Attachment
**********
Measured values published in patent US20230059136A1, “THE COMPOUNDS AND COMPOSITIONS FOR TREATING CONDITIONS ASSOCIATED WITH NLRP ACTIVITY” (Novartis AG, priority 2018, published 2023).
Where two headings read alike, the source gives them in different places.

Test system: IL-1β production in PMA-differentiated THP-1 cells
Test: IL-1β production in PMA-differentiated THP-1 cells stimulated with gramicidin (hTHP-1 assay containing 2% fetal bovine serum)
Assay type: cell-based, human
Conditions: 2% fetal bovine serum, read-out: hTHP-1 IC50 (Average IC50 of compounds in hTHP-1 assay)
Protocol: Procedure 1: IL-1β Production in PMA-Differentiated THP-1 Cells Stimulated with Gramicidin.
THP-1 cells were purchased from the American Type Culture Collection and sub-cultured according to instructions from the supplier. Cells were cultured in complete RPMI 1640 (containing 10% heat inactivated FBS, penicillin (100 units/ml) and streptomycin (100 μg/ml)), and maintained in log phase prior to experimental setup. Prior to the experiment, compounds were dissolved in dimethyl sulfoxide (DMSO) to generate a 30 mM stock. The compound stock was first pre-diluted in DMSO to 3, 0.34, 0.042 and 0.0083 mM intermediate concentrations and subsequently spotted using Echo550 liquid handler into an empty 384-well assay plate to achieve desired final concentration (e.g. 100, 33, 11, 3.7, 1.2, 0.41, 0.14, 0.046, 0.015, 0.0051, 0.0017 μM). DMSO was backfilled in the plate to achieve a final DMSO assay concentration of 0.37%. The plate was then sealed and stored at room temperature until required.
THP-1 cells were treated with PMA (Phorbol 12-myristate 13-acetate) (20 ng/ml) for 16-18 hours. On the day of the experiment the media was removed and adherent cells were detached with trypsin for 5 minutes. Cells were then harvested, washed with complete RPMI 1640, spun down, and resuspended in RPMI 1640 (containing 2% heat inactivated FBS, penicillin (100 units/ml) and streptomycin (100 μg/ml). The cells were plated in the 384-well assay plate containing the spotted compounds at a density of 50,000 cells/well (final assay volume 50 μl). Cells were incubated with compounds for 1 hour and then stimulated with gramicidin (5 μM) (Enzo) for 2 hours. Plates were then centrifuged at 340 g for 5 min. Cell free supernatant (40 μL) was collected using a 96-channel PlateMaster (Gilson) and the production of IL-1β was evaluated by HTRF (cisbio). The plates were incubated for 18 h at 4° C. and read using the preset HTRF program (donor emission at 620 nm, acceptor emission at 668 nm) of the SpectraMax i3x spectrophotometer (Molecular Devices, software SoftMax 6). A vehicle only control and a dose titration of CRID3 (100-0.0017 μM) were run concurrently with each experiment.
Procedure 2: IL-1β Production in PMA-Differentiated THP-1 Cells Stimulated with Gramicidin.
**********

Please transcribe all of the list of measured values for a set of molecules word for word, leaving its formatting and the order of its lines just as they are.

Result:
Measured values published in patent US20230059136A1, “THE COMPOUNDS AND COMPOSITIONS FOR TREATING CONDITIONS ASSOCIATED WITH NLRP ACTIVITY” (Novartis AG, priority 2018, published 2023).
Where two headings read alike, the source gives them in different places.

Test system: IL-1β production in PMA-differentiated THP-1 cells
Test: IL-1β production in PMA-differentiated THP-1 cells stimulated with gramicidin (hTHP-1 assay containing 2% fetal bovine serum)
Assay type: cell-based, human
Conditions: 2% fetal bovine serum, read-out: hTHP-1 IC50 (Average IC50 of compounds in hTHP-1 assay)
Protocol: Procedure 1: IL-1β Production in PMA-Differentiated THP-1 Cells Stimulated with Gramicidin.
THP-1 cells were purchased from the American Type Culture Collection and sub-cultured according to instructions from the supplier. Cells were cultured in complete RPMI 1640 (containing 10% heat inactivated FBS, penicillin (100 units/ml) and streptomycin (100 μg/ml)), and maintained in log phase prior to experimental setup. Prior to the experiment, compounds were dissolved in dimethyl sulfoxide (DMSO) to generate a 30 mM stock. The compound stock was first pre-diluted in DMSO to 3, 0.34, 0.042 and 0.0083 mM intermediate concentrations and subsequently spotted using Echo550 liquid handler into an empty 384-well assay plate to achieve desired final concentration (e.g. 100, 33, 11, 3.7, 1.2, 0.41, 0.14, 0.046, 0.015, 0.0051, 0.0017 μM). DMSO was backfilled in the plate to achieve a final DMSO assay concentration of 0.37%. The plate was then sealed and stored at room temperature until required.
THP-1 cells were treated with PMA (Phorbol 12-myristate 13-acetate) (20 ng/ml) for 16-18 hours. On the day of the experiment the media was removed and adherent cells were detached with trypsin for 5 minutes. Cells were then harvested, washed with complete RPMI 1640, spun down, and resuspended in RPMI 1640 (containing 2% heat inactivated FBS, penicillin (100 units/ml) and streptomycin (100 μg/ml). The cells were plated in the 384-well assay plate containing the spotted compounds at a density of 50,000 cells/well (final assay volume 50 μl). Cells were incubated with compounds for 1 hour and then stimulated with gramicidin (5 μM) (Enzo) for 2 hours. Plates were then centrifuged at 340 g for 5 min. Cell free supernatant (40 μL) was collected using a 96-channel PlateMaster (Gilson) and the production of IL-1β was evaluated by HTRF (cisbio). The plates were incubated for 18 h at 4° C. and read using the preset HTRF program (donor emission at 620 nm, acceptor emission at 668 nm) of the SpectraMax i3x spectrophotometer (Molecular Devices, software SoftMax 6). A vehicle only control and a dose titration of CRID3 (100-0.0017 μM) were run concurrently with each experiment.
Procedure 2: IL-1β Production in PMA-Differentiated THP-1 Cells Stimulated with Gramicidin.